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PonoBill

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Re: Learning foil pumping
« Reply #6 on: September 03, 2018, 07:39:22 PM »
Congratulations. I'm getting nowhere fast with my pumping effort, but I'm trying to pump up onto wind swells from being on the water, not flying and maintaining. My already successfully downwinding friends here keep inviting me to come with them, but this kind of effort and failure doesn't mix with an audience--I feel like a fat chicken trying to take off with stubby wings. Probably look like that too.

I'm mostly using a Maliko 280 but I occasionally switch back to the 200 since I've had some minor success with it. The 280 feels sluggish but settles slowly, so if I get off the water at all I can stay up a little longer. As you say, a lot of the secret seems to be delaying the downward push and emphasizing the lift, but I'm wearing myself out before I really get the timing down.

Recently my knee has been acting up and aching, so I think I have to lay off a while until I get my semi annual shot, and then a few weeks after that to let the inflammation settle down. By then I'll probably be in Maui and surfing. Which sounds so very good right now.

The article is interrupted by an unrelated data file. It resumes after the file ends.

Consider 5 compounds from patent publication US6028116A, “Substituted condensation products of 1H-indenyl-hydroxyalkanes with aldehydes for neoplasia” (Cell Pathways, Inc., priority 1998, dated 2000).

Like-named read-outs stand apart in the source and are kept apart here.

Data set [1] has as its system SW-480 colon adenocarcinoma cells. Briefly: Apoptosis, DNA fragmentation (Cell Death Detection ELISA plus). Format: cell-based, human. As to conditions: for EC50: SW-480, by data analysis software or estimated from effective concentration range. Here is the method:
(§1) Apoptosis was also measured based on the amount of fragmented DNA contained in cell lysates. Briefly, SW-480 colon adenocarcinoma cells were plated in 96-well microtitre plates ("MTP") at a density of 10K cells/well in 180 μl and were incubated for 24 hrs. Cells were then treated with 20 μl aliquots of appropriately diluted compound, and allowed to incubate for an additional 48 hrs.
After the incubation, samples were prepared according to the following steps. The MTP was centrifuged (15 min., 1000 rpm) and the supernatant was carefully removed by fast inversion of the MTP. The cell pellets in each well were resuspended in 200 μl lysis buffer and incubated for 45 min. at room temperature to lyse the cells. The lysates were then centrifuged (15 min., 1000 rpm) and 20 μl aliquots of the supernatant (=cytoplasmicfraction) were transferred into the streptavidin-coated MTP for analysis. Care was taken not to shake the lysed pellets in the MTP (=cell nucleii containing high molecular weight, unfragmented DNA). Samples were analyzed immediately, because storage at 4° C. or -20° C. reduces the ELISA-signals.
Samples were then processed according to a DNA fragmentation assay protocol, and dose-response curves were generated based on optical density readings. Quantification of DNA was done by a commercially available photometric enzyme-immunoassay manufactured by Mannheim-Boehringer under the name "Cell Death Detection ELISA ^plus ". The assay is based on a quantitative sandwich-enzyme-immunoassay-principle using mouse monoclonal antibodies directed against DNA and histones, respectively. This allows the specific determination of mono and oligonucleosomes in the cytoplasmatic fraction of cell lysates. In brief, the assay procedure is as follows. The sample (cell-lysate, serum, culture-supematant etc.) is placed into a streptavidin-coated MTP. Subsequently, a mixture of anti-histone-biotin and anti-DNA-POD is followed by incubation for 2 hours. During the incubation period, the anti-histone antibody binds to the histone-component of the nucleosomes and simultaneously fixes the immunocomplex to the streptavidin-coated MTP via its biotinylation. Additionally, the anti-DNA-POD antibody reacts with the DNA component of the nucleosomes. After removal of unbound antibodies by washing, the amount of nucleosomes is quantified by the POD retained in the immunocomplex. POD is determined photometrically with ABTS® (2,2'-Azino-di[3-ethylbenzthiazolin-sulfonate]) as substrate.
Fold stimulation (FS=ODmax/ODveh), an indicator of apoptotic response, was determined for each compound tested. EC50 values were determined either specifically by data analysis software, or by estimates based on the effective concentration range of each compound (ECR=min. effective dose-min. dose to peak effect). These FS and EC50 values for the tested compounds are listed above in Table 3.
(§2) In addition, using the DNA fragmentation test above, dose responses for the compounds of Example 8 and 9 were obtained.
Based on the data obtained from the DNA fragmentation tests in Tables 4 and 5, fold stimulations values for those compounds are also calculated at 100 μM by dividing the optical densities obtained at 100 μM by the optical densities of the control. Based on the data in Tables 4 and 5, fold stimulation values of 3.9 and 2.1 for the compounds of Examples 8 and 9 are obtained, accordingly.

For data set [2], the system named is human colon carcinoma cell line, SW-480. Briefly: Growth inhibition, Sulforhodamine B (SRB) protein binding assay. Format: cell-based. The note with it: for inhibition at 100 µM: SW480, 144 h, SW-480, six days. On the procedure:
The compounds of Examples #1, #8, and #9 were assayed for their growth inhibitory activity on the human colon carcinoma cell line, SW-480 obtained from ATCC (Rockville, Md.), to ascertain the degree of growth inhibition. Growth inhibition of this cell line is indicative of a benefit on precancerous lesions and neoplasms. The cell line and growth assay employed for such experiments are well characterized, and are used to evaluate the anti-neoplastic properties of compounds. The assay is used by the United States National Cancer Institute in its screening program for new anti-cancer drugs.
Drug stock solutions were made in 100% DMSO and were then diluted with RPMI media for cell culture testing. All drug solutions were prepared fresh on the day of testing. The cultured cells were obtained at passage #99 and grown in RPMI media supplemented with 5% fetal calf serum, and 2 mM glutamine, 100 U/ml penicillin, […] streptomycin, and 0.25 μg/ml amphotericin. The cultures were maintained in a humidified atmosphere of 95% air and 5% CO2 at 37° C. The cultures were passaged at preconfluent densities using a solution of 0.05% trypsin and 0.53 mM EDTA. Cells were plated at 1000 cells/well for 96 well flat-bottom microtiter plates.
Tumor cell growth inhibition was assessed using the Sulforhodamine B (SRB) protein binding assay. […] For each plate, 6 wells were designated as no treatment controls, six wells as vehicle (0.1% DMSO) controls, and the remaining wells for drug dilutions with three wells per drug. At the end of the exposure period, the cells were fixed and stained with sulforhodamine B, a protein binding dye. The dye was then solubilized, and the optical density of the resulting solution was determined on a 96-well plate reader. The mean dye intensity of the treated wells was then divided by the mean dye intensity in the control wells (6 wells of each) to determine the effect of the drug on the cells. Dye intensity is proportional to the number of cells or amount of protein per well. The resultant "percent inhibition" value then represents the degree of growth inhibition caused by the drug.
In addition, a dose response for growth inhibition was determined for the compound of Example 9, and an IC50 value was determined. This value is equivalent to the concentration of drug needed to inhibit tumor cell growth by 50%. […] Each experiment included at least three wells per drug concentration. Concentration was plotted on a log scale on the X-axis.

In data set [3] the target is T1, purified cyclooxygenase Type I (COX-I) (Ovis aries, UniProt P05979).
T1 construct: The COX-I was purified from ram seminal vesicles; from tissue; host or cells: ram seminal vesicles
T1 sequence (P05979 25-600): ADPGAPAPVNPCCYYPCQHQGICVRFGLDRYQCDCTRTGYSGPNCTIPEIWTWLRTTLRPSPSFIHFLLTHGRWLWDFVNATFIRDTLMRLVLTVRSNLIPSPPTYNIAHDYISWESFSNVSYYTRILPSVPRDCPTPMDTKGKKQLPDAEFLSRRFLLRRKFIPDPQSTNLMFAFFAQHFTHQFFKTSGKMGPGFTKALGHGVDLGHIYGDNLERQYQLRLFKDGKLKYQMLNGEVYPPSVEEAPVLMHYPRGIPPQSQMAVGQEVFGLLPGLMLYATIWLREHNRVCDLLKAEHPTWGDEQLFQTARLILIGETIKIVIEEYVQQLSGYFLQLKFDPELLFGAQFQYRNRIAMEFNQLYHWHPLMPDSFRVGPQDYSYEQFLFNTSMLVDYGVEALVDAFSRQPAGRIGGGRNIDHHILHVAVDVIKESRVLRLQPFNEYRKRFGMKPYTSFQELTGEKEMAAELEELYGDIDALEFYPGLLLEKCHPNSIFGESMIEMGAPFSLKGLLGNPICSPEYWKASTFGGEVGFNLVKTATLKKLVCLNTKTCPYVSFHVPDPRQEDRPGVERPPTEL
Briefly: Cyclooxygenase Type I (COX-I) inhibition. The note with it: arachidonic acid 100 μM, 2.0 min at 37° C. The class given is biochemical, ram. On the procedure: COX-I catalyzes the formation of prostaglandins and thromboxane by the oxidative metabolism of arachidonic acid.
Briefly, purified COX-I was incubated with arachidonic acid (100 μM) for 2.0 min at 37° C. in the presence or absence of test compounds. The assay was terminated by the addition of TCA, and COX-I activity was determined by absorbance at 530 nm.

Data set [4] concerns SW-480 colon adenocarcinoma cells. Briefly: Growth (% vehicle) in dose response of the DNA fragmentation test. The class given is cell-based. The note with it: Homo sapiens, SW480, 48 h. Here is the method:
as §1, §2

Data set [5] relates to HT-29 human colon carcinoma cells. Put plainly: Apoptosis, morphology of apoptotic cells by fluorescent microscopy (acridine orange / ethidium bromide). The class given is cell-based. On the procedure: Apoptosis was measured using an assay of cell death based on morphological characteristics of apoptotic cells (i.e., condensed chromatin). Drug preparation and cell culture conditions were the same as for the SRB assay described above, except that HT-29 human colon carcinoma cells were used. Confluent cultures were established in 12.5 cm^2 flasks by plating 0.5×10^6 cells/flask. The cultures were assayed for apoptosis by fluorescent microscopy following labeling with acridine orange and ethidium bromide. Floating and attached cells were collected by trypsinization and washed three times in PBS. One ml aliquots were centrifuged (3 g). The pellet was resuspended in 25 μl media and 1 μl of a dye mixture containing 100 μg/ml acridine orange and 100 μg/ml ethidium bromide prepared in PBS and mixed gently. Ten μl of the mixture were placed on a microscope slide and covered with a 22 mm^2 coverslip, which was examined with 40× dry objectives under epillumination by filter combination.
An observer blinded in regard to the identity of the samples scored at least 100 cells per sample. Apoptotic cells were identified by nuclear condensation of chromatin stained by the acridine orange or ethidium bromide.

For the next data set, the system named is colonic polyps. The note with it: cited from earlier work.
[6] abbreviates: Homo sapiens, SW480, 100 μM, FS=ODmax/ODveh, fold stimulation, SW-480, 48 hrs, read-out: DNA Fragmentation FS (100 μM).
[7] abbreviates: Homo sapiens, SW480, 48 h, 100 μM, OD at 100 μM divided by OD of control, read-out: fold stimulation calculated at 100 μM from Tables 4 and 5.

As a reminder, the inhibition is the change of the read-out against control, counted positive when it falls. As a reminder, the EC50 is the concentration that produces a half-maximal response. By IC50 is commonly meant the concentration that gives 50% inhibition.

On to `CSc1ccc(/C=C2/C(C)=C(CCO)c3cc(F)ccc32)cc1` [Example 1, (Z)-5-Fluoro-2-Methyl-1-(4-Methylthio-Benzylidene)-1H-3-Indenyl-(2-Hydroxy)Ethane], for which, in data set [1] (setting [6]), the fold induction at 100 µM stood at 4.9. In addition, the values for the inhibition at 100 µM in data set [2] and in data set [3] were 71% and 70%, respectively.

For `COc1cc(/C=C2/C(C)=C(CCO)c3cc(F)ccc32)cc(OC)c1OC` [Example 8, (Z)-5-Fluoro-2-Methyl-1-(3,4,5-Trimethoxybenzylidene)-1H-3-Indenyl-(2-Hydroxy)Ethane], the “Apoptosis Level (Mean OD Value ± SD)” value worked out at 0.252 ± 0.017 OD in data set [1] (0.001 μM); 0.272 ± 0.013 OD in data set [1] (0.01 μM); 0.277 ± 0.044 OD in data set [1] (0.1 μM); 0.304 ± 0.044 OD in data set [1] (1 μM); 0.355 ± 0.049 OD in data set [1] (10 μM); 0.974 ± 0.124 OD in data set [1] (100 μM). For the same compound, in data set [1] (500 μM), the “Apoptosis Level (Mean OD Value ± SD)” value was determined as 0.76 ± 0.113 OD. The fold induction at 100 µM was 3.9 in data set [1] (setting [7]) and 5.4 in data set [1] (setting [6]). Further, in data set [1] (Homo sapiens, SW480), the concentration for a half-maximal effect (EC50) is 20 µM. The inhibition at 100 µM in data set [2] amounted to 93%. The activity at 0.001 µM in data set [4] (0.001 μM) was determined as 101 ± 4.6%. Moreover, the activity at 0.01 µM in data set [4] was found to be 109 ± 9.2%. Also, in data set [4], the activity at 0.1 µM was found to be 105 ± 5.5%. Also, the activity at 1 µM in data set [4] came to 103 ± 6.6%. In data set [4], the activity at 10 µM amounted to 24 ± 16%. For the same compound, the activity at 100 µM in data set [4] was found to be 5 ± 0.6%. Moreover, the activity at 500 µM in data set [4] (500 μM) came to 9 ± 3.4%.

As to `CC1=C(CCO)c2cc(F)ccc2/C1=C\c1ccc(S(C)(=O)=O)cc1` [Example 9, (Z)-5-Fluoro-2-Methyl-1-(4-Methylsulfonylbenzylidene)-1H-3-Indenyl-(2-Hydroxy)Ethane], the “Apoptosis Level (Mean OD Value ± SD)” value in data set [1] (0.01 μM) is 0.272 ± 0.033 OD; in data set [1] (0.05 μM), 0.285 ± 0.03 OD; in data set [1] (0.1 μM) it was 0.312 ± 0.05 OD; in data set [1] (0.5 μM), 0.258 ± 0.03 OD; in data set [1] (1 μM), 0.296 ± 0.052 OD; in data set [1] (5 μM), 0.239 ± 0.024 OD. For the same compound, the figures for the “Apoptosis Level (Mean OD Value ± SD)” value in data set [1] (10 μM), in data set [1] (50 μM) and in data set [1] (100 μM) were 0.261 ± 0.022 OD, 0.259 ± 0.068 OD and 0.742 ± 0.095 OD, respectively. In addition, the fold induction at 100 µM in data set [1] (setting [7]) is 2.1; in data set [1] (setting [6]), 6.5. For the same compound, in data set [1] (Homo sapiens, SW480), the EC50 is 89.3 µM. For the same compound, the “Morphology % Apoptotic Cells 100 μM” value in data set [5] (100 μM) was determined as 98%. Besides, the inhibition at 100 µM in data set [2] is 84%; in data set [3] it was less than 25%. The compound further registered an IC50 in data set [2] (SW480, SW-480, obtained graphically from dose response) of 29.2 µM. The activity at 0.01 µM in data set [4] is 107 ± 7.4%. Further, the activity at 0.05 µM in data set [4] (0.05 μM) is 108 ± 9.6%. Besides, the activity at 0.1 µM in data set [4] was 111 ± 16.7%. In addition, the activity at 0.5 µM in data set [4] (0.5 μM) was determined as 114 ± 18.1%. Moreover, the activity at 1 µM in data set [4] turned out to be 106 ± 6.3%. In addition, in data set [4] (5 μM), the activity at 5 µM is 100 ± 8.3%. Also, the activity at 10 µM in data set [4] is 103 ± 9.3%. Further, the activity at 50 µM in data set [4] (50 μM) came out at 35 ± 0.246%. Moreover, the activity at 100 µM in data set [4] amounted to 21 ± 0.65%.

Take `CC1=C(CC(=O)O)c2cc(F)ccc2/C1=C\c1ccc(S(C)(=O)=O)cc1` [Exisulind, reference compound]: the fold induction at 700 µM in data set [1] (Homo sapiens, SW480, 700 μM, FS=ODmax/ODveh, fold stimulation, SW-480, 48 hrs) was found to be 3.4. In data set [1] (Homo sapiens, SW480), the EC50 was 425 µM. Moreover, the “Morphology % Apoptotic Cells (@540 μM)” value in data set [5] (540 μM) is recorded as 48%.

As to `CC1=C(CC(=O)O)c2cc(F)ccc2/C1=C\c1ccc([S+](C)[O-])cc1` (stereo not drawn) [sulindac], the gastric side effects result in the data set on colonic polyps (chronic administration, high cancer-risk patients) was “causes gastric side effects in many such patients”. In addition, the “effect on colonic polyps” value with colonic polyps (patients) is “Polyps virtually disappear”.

Foote 10'4X34", SIC 17.5 V1 hollow and an EPS one in Hood River. Foote 9'0" x 31", L41 8'8", 18' Speedboard, etc. etc.

sharksupper

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Re: Learning foil pumping
« Reply #7 on: September 03, 2018, 09:09:17 PM »
Sano, Baby steps led up to this point, just trying to pump a little more each time and finally it all added up.  I was super surprised when it happened, I didn't expect it.

SurferCook, I have a GoPro but not sure what view would work best?  On the paddle wouldn't work, but I could do a chest mount though.  I'll give it a shot when I'm back from the UK in a couple of weeks.

Bill, it certainly is easier to drop into the last wave and then have lots of speed coming out back to start off, no question about that.  I haven't done any downwinding, but I can imagine it's a lot tougher with such short low energy wind swells.  I'd imagine you'd have to be pumping a lot!

I learned today from watching others that when people are putting effort into something it really stokes others to give it a try, or harder try.  We had quite a session out there and the mood was very up beat, people even mentioned it to me afterward, so it wasn't just me.  I'm teaching a few friends how to foil so we can get a local crew going to stoke each other on and progress faster!

frenchfoiler

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Re: Learning foil pumping
« Reply #8 on: September 03, 2018, 11:52:57 PM »
Remember that pumping is not pushing down on your legs, actually you need to relieve the weight so the foil goes up.
That is the reason why it is so easy with a shortboard (super small, light responsive). A light board helps for sure and I also like the front strap as it helps relieving myself (not sure how to say that in english, sorry but I think you get it, right ??).

Here is an explanation form my friend Eric Terrien :

https://www.youtube.com/watch?v=6t5ejJ8nb44

Of course timing is super important and of course a bigger wing is gonna help.
« Last Edit: September 03, 2018, 11:55:36 PM by frenchfoiler »

APPST_Paddle

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Re: Learning foil pumping
« Reply #9 on: May 17, 2021, 08:14:37 AM »